http://www.youtube.com/watch?v=zMX_11DAbTo

This has got to be the worst way to solder on a header I have ever seen.

The proper way to solder on a 10-pin header:

1. Plug the header into the pcb
2. Tape it down with electrical or masking tape
3. Flip the board over, solder 1 corner pin, then the opposite corner pin
4. Solder the rest of the pins individually, then flip the board over and remove the tape
See also: how not to solder surface mount ICs - http://www.youtube.com/watch?v=e5qYG95bbz8

Not all YouTube videos on soldering offer the best advice.
He could've easily soldered all of those pins individually (you only want to use the "solder all pins with one giant blob of solder then wick off the excess" on really really fine pitch chips, like a 144 pin LQFP part).
Ultimate Dev'r wrote:
He could've easily soldered all of those pins individually (you only want to use the "solder all pins with one giant blob of solder then wick off the excess" on really really fine pitch chips, like a 144 pin LQFP part).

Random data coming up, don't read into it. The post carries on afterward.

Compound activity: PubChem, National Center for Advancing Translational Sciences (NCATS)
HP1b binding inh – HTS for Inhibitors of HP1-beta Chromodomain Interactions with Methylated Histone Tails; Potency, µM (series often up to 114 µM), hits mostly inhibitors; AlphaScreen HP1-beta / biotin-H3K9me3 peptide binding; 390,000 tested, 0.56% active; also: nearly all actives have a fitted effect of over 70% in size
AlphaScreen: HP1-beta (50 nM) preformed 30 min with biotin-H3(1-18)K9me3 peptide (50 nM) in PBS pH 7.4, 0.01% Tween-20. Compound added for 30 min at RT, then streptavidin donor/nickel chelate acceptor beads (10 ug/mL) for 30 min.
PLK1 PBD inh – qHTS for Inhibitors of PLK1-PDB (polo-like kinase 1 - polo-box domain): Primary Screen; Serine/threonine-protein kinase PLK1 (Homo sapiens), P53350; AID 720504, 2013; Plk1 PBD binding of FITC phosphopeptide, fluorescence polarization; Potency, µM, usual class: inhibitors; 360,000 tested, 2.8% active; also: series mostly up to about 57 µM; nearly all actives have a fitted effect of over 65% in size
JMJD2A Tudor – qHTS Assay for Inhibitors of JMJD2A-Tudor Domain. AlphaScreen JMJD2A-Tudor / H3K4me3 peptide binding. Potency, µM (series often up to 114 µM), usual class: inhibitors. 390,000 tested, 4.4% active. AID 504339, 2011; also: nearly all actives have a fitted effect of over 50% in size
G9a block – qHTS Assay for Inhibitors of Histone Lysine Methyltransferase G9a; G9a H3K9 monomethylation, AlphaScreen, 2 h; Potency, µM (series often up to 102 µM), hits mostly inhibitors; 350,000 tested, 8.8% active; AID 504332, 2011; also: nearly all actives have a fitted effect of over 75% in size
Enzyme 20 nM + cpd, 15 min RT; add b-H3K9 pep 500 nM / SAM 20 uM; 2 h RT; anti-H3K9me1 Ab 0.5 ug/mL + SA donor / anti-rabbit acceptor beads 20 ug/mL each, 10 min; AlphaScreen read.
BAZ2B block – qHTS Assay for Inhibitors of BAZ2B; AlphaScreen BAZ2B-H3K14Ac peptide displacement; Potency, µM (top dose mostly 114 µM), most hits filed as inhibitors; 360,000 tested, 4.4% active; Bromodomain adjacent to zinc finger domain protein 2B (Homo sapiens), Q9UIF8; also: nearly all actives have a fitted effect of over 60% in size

Alternatively, slop on some solder paste and throw it on a heating tray, which works just as well.
I think the idea was to illustrate how to solder SMD components using a conventional soldering iron; that said, blobbing that quantity of solder on and heating the chip for so long can't be a good idea.

When soldering through-hole components I'll usually stick the component down using tape, flip the board over and solder opposite corners first, much as Ultimate Dev'r recommended. I extend this technique to cover all components (as opposed to the technique of bending the legs out first to secure the part before soldering) as it makes unsoldering the component significantly easier if you need to in the future. On that note, I also use sockets wherever possible as it makes swapping out faulty parts or recycling them later much easier - not to mention it reduces the chances of overheating them when soldering.
There would be no chance of overheating chips if you socketed them (unless you're soldering the socket with the chip in place Neutral)
More bad soldering:

  
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